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Missionaries Reach Drug Infested Slums of Brazil


More than 11 million people in Brazil live in the favelas, or slums, being bullied by gangs, threatened by drug wars, and scrambling just to make a living.

American missionary Eric Reese spends his days in the poverty and violence. By doing so, he's bringing light to one of darkest slums of Rio de Janiero.

"I see that every person here is a creation of God. And that when Christ went to the cross, He went to the cross for these people, too," Reese said.

Reese said he thinks often of the danger he faces in Rio, knowing he might go out one day and not come back.

"I wrote a letter to my wife [saying], 'If I don't return, you be strong. Let my girls know dad's going to miss them,'" Reese shared.

Ministry in the favelas is hard, even for Brazilians. A young resident said most Christians in Brazil "don't want to do this kind of job."

"[They] don't want to go to streets at night to speak the word of God, to preach the word of God," he explained. "They want to stay in their big church, just watch a good sermon."

Yet, Eric and his wife Ramona continue reaching out to drug dealers, gang members, and prostitutes.

"It's not so hard for us to understand the people that we're ministering to. It's just trying to ... minister to someone who needs Jesus. Who just so happens to be a drug trafficker, or a militia, or whatever," Ramona said.

Reese and his family came to Brazil 13 years ago as Southern Baptist missionaries from Albany, Ga.

He said his greatest challenge after coming to the country was gaining the confidence of a top favela gang leader, "The Godfather."

The Godfather originally wanted to kill Reese, but now speaks well of the missionary.

"[Eric] was a person who came to the community and helped the community, which has many needs, financial needs," he said. "He didn't come to help with the financial needs, but to bring the peace that many need."

Shortly after the interview, a rival gang assassinated The Godfather -- but not before he put his faith in Jesus Christ.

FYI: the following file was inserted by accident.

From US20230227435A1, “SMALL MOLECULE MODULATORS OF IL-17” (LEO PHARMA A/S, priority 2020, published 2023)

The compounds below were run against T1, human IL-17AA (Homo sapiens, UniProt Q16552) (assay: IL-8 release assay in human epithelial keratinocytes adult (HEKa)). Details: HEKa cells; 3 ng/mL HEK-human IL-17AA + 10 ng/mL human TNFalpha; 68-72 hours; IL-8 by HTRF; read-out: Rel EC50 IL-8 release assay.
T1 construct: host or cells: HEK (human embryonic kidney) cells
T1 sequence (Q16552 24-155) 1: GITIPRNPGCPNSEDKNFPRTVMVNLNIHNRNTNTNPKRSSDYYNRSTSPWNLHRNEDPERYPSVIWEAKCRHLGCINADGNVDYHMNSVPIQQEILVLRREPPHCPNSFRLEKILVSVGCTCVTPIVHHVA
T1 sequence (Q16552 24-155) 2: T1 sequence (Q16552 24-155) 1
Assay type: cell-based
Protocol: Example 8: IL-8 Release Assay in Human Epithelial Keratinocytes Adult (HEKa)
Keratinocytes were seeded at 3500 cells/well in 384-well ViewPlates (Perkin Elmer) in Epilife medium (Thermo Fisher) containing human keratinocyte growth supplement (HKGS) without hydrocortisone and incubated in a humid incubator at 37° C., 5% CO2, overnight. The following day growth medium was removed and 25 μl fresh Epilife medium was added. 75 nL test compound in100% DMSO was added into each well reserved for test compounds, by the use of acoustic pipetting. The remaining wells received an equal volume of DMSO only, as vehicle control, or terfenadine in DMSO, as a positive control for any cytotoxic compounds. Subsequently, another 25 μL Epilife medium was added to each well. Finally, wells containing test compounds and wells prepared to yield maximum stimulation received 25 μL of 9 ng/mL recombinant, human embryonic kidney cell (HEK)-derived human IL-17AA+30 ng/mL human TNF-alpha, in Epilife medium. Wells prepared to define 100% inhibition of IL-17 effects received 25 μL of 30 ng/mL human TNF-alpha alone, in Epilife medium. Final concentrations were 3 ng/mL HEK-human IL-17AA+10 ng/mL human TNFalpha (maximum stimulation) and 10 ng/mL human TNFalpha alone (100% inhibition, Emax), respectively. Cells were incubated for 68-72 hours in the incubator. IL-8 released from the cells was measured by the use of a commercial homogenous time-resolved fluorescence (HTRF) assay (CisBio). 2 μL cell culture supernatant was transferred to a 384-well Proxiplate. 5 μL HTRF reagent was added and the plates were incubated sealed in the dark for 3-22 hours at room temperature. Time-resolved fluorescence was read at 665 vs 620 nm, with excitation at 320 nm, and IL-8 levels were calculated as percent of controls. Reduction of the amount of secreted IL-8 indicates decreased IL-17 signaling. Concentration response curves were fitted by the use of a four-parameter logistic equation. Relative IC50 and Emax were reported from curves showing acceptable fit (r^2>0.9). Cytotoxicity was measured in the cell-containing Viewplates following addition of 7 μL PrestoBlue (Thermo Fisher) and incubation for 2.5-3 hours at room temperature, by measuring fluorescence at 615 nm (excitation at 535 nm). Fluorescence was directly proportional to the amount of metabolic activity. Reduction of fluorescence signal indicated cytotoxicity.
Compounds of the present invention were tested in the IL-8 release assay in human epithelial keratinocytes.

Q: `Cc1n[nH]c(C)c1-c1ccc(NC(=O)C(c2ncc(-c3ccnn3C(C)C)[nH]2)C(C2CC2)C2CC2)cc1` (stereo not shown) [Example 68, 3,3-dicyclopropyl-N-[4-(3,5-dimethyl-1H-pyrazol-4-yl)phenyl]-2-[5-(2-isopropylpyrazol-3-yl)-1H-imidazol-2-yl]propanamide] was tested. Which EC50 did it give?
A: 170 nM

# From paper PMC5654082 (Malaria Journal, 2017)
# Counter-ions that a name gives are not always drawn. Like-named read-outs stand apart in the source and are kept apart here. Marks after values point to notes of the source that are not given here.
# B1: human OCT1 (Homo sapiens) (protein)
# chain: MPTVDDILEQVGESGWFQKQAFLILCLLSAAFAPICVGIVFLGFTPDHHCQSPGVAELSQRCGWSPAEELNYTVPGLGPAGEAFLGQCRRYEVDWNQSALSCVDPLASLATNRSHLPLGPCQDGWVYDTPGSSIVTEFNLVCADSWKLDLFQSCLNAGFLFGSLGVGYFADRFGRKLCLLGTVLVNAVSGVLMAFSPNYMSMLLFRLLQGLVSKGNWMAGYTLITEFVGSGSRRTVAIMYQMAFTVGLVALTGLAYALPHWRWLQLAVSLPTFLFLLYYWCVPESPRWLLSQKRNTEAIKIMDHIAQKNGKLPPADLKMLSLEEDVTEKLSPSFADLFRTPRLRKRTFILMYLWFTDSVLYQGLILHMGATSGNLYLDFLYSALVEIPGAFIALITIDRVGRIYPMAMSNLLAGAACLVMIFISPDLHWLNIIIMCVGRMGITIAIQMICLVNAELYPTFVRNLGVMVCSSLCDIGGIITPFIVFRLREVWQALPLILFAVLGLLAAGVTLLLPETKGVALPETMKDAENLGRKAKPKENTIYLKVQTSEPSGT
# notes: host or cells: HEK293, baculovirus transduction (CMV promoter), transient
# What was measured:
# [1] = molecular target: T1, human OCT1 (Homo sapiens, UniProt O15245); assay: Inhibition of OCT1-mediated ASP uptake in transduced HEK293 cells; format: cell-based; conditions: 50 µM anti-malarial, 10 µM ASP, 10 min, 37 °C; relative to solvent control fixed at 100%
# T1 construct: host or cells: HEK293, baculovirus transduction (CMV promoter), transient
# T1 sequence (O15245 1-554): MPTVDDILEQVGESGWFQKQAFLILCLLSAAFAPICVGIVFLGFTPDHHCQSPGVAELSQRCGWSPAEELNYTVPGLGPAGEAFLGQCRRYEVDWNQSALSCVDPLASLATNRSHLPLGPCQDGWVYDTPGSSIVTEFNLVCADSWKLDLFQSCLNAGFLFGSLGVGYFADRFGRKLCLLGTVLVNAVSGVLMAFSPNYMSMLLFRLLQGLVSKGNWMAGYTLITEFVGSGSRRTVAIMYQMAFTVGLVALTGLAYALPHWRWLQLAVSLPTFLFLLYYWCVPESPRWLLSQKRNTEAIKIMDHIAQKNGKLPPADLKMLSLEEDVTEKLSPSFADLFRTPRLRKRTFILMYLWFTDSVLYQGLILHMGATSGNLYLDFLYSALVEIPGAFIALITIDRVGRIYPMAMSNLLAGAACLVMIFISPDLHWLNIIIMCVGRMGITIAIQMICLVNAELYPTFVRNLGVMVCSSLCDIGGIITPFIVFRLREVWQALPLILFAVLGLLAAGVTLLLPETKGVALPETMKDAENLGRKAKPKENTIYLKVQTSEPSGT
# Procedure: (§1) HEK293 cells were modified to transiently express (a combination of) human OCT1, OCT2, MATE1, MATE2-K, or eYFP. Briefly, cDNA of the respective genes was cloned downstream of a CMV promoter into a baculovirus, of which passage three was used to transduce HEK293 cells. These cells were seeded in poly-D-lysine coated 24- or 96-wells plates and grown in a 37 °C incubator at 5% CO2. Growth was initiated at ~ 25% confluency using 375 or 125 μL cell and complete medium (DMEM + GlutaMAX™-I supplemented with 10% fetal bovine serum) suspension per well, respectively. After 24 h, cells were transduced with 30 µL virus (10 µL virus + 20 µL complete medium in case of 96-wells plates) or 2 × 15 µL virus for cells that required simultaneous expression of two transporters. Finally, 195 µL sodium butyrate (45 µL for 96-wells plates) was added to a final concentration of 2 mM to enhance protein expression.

"I will not go back into a comfort zone for my comfort level, shorten the hand of Christ, shorten the hand of God, when people are dying, going to hell, needing to know there's a way their life can be changed, and changed radically," Reese said.

He now finds help from Peter, a Brazilian pastor with a favela background.

"I tried to steal a car. And when I looked behind there was a police car," Peter recalled. "At that time, they started shooting at us and I started running. And then they kept shooting and one of these shots got me here."

"My mother had always told me that even if it were the last minute of my life, if I repented, God would forgive me of my sins. And that time had come," he continued.

"The grace of God has brought that guy from near deaths and shootings to, now, a beautiful family, a lovely wife, awesome kids," Peter said of his life.

Ramona supports her husband in ministry and often befriends other women, including Viviane, a single mother and former prostitute.

"When that relationship has been established, and the Holy Spirit does His work, and that person receives Christ, and I can actually see them being baptized, and seeing them joining a church -- that's the greatest. That's the biggest reward," Ramona said.

And as the Reeses deal with the daily challenges of work in the favelas, people like Viviane remind them why they came to Rio in the first place.

"When you can see people go from being enslaved into prostitution, to being free through the love of God, through the transformation grace that Jesus gives us, it makes it worth it," Reese explained.

The International Mission Board provided CBN News with footage of the work Reese is doing in some of Brazil's toughest areas.

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